With a maximum field of 18 going to post and a first prize of almost £57,000 to fight for this is naturally a very competitive event, however it doesn’t look impossible to solve with one or two seemingly ahead of the handicapper.
We’ve got the 18 down to a shortlist of six, with the final selection looking pretty good value.
Adrien Du Pont
Having had a wind operation in the summer its possible we may just see an upturn in form this Paul Nicholls’ charge, though to be fair off a mark that still looks a little high (149) we’ll need to.
He’s won over three miles and on good-to-soft ground so there aren’t too many doubts about him staying the trip, what counts is whether he is good enough off this handicap rating.
An interesting runner for sure; Gary Moore’s 6-year-old is having just his seventh chase start after finishing his debut season over the larger obstacles in very good form indeed, winning twice at Sandown and finishing second at Newbury.
The form of those races wouldn’t necessarily hold up too well here on their own merits, but this is a chaser without too many miles on the clock who can improve for going up in trip making him a decent shout at a fair each-way price.
Much improved since going chasing this time last year, Colin Tizzard’s entrant is three from six over fences now and he appears to like it round Ascot.
Conversely however on the occasions he’s been beaten he’s faced a more thorough test, i.e. a longer trip or softer ground, giving us doubts as to whether he’ll truly see this race out and give his best running on his first start for seven months. Interesting, but probably one for next time.
On The Blind Side
It goes without saying that we cannot easily discount a well-fancied Nicky Henderson runner and we haven’t, though his fledgling chase career is particularly hard to evaluate at this stage.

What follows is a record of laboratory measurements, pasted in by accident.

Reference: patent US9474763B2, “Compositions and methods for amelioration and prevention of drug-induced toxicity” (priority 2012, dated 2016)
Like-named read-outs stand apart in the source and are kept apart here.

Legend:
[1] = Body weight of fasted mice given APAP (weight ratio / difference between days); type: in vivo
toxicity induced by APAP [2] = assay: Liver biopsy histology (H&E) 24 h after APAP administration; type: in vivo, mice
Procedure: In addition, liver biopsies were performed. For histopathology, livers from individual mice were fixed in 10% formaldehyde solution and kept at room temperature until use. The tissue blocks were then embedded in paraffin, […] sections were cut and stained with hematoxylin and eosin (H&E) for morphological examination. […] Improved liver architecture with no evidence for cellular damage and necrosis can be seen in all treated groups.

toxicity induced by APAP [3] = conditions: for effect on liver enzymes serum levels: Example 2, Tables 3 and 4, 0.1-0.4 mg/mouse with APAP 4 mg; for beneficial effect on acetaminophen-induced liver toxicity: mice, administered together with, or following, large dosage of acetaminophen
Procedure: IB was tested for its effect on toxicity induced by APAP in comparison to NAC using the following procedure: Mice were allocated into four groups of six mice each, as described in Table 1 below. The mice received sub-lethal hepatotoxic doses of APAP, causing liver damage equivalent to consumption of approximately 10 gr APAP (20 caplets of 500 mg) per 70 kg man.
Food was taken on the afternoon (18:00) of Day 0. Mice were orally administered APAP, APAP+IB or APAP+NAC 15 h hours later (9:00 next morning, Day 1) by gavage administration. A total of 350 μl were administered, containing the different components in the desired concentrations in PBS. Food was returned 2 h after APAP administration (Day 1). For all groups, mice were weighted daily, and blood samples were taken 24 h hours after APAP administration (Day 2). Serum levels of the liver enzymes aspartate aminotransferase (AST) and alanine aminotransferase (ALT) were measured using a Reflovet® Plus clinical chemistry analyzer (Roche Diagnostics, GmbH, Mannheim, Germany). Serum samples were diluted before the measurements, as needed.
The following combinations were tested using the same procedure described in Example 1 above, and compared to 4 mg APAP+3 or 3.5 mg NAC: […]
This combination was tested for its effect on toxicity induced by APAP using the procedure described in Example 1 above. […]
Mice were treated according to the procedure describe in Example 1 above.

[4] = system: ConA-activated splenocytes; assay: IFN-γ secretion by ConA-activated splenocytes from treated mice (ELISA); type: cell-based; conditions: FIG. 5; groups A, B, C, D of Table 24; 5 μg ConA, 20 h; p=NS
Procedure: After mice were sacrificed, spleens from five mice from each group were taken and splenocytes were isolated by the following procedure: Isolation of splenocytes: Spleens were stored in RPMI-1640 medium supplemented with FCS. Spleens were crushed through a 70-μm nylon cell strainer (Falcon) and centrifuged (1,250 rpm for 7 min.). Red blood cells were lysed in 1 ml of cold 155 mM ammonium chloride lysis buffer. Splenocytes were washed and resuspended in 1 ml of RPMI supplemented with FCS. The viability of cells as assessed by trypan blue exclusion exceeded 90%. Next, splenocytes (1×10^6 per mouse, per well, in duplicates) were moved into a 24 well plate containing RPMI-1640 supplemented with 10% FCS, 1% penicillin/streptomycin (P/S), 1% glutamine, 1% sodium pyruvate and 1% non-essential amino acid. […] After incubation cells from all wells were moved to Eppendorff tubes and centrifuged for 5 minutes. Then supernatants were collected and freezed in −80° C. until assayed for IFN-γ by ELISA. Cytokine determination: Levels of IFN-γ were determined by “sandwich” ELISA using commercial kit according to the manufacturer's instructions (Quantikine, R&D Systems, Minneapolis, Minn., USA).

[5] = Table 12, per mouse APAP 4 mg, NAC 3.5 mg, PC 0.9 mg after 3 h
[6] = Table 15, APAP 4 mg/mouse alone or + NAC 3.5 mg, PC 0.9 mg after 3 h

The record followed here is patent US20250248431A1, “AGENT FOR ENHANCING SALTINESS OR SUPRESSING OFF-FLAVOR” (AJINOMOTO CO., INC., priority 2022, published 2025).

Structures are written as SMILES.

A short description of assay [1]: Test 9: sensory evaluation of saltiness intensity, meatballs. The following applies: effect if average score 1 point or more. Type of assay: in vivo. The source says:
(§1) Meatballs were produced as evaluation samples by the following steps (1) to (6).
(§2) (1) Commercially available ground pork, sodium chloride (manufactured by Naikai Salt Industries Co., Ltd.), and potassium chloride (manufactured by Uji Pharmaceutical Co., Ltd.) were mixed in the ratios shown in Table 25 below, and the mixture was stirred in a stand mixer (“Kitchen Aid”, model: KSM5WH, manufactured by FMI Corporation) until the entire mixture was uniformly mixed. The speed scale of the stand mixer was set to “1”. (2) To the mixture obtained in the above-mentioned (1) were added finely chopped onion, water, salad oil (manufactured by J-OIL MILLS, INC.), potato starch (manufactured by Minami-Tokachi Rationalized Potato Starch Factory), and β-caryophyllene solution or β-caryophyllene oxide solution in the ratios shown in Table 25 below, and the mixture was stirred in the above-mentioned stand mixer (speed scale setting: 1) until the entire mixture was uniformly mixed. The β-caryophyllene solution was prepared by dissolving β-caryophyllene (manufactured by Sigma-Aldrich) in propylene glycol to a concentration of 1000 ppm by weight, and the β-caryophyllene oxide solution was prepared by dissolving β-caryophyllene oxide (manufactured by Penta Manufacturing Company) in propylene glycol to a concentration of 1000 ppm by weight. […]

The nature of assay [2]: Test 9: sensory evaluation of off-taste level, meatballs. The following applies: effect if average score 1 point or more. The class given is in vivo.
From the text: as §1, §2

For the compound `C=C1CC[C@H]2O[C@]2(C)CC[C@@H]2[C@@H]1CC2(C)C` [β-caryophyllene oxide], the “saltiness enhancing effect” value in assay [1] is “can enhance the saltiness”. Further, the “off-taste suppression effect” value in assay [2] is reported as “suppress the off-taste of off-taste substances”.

In the middle of his three chase starts to date he won very well over three miles, however that having been at Kempton on one flat track and his fine hurdling debut win having been achieved on another (Aintree), again we are left with doubts.
While he’s not exactly been overworked and has plenty more left to give yet, Springtown Lake is a 7-year-old with enough experience to do himself justice in this race and that seems a perfect combo.
Of course, the ability has to be there and we believe it is. A winning chase debut this time last year at Sandown marked him out as one who can see it out and he went up another notch when second to Mr Whipped at Haydock.
His form tailed off slightly after that but on a line through some of those he’s raced against and bearing in mind natural improvement for one at his age and stage, he looks potentially very well handicapped for this race and rates a solid chance.
Another having had a wind op since last racing in the spring, this is a runner who’s won six of his 8 races across bumpers, hurdles and chases and so if his surgery has improved him at all, he obviously holds a major chance for Kim Bailey.
The fact is though that after having won a Grade 2 and finished third in a Grade 1, he hasn’t exactly gone unnoticed by the handicapper and so off 151 he has his work cut out. Much like Mister Malarky he remains of interest, but perhaps with a view to being sharpened up for a big run next time.
Vinndication could go up to a new level this season, but whether it’ll happen straight away and whether it’ll be done in a handicap are both open to question, so with enough doubts he’s just passed over this time.
Gary Moore’s Larry has plenty more to give and may well give the selection some worrying moments, but at these weights it’s hard to get away from the chances of Philip Hobbs’ SPRINGTOWN LAKE.
As short as 16/1 for the BetVictor Gold Cup at the Cheltenham November meeting, this is a horse expected now to make his mark in the big races and off a rating of just 138, he can do that right from the very beginning of his season.